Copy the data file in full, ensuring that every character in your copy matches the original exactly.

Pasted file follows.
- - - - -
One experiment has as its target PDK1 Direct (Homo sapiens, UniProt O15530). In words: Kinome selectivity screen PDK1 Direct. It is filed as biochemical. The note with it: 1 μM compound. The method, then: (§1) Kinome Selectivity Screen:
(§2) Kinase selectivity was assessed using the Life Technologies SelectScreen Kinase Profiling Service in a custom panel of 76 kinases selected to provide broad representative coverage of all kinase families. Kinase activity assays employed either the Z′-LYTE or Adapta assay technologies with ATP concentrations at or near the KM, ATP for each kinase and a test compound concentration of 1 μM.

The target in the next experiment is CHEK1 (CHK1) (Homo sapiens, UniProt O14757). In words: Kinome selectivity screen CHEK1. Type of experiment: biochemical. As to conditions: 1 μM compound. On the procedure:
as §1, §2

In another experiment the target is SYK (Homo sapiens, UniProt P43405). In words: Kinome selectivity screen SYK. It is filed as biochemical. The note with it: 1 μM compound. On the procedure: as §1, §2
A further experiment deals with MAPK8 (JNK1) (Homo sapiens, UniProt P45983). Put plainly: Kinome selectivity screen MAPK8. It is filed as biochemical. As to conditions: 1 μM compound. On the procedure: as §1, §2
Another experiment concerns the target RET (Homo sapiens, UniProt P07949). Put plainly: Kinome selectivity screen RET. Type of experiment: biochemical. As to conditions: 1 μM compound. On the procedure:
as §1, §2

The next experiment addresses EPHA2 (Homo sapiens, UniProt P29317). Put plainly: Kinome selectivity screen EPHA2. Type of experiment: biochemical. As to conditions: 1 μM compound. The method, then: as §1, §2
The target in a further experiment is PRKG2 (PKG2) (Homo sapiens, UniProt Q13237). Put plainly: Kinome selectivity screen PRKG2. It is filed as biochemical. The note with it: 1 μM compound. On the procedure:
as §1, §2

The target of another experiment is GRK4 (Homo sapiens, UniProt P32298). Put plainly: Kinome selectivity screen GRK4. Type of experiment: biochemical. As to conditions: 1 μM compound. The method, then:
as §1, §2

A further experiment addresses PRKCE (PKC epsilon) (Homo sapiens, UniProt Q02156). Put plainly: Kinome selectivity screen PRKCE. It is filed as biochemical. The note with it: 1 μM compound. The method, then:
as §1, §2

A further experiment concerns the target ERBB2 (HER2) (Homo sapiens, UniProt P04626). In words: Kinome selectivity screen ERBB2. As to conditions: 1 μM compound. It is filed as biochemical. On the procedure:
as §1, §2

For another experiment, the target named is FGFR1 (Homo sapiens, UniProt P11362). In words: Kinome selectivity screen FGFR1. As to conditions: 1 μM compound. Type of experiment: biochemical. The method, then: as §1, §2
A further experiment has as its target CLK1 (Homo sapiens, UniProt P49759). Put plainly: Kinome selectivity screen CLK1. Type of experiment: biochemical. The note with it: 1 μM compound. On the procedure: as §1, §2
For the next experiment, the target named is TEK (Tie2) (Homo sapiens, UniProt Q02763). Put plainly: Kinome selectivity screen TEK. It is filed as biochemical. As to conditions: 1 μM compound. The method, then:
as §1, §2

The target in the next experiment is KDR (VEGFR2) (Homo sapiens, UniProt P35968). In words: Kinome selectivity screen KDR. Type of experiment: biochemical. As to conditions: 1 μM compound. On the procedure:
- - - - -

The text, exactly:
One experiment has as its target PDK1 Direct (Homo sapiens, UniProt O15530). In words: Kinome selectivity screen PDK1 Direct. It is filed as biochemical. The note with it: 1 μM compound. The method, then: (§1) Kinome Selectivity Screen:
(§2) Kinase selectivity was assessed using the Life Technologies SelectScreen Kinase Profiling Service in a custom panel of 76 kinases selected to provide broad representative coverage of all kinase families. Kinase activity assays employed either the Z′-LYTE or Adapta assay technologies with ATP concentrations at or near the KM, ATP for each kinase and a test compound concentration of 1 μM.

The target in the next experiment is CHEK1 (CHK1) (Homo sapiens, UniProt O14757). In words: Kinome selectivity screen CHEK1. Type of experiment: biochemical. As to conditions: 1 μM compound. On the procedure:
as §1, §2

In another experiment the target is SYK (Homo sapiens, UniProt P43405). In words: Kinome selectivity screen SYK. It is filed as biochemical. The note with it: 1 μM compound. On the procedure: as §1, §2
A further experiment deals with MAPK8 (JNK1) (Homo sapiens, UniProt P45983). Put plainly: Kinome selectivity screen MAPK8. It is filed as biochemical. As to conditions: 1 μM compound. On the procedure: as §1, §2
Another experiment concerns the target RET (Homo sapiens, UniProt P07949). Put plainly: Kinome selectivity screen RET. Type of experiment: biochemical. As to conditions: 1 μM compound. On the procedure:
as §1, §2

The next experiment addresses EPHA2 (Homo sapiens, UniProt P29317). Put plainly: Kinome selectivity screen EPHA2. Type of experiment: biochemical. As to conditions: 1 μM compound. The method, then: as §1, §2
The target in a further experiment is PRKG2 (PKG2) (Homo sapiens, UniProt Q13237). Put plainly: Kinome selectivity screen PRKG2. It is filed as biochemical. The note with it: 1 μM compound. On the procedure:
as §1, §2

The target of another experiment is GRK4 (Homo sapiens, UniProt P32298). Put plainly: Kinome selectivity screen GRK4. Type of experiment: biochemical. As to conditions: 1 μM compound. The method, then:
as §1, §2

A further experiment addresses PRKCE (PKC epsilon) (Homo sapiens, UniProt Q02156). Put plainly: Kinome selectivity screen PRKCE. It is filed as biochemical. The note with it: 1 μM compound. The method, then:
as §1, §2

A further experiment concerns the target ERBB2 (HER2) (Homo sapiens, UniProt P04626). In words: Kinome selectivity screen ERBB2. As to conditions: 1 μM compound. It is filed as biochemical. On the procedure:
as §1, §2

For another experiment, the target named is FGFR1 (Homo sapiens, UniProt P11362). In words: Kinome selectivity screen FGFR1. As to conditions: 1 μM compound. Type of experiment: biochemical. The method, then: as §1, §2
A further experiment has as its target CLK1 (Homo sapiens, UniProt P49759). Put plainly: Kinome selectivity screen CLK1. Type of experiment: biochemical. The note with it: 1 μM compound. On the procedure: as §1, §2
For the next experiment, the target named is TEK (Tie2) (Homo sapiens, UniProt Q02763). Put plainly: Kinome selectivity screen TEK. It is filed as biochemical. As to conditions: 1 μM compound. The method, then:
as §1, §2

The target in the next experiment is KDR (VEGFR2) (Homo sapiens, UniProt P35968). In words: Kinome selectivity screen KDR. Type of experiment: biochemical. As to conditions: 1 μM compound. On the procedure: